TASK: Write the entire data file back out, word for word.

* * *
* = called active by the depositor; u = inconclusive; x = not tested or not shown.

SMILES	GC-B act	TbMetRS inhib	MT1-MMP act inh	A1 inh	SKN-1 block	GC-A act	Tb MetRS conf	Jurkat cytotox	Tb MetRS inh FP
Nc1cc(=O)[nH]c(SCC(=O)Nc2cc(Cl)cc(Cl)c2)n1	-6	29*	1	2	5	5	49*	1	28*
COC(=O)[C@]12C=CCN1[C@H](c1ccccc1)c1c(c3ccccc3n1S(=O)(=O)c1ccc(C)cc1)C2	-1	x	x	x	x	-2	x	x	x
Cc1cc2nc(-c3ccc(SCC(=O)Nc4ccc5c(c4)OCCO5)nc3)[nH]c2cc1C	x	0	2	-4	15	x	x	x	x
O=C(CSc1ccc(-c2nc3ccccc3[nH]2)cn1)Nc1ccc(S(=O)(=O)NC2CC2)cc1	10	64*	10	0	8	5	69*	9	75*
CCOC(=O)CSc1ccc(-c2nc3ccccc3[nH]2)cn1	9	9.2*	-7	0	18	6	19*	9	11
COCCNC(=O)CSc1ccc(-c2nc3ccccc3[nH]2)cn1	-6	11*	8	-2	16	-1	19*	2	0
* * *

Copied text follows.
* = called active by the depositor; u = inconclusive; x = not tested or not shown.

SMILES	GC-B act	TbMetRS inhib	MT1-MMP act inh	A1 inh	SKN-1 block	GC-A act	Tb MetRS conf	Jurkat cytotox	Tb MetRS inh FP
Nc1cc(=O)[nH]c(SCC(=O)Nc2cc(Cl)cc(Cl)c2)n1	-6	29*	1	2	5	5	49*	1	28*
COC(=O)[C@]12C=CCN1[C@H](c1ccccc1)c1c(c3ccccc3n1S(=O)(=O)c1ccc(C)cc1)C2	-1	x	x	x	x	-2	x	x	x
Cc1cc2nc(-c3ccc(SCC(=O)Nc4ccc5c(c4)OCCO5)nc3)[nH]c2cc1C	x	0	2	-4	15	x	x	x	x
O=C(CSc1ccc(-c2nc3ccccc3[nH]2)cn1)Nc1ccc(S(=O)(=O)NC2CC2)cc1	10	64*	10	0	8	5	69*	9	75*
CCOC(=O)CSc1ccc(-c2nc3ccccc3[nH]2)cn1	9	9.2*	-7	0	18	6	19*	9	11
COCCNC(=O)CSc1ccc(-c2nc3ccccc3[nH]2)cn1	-6	11*	8	-2	16	-1	19*	2	0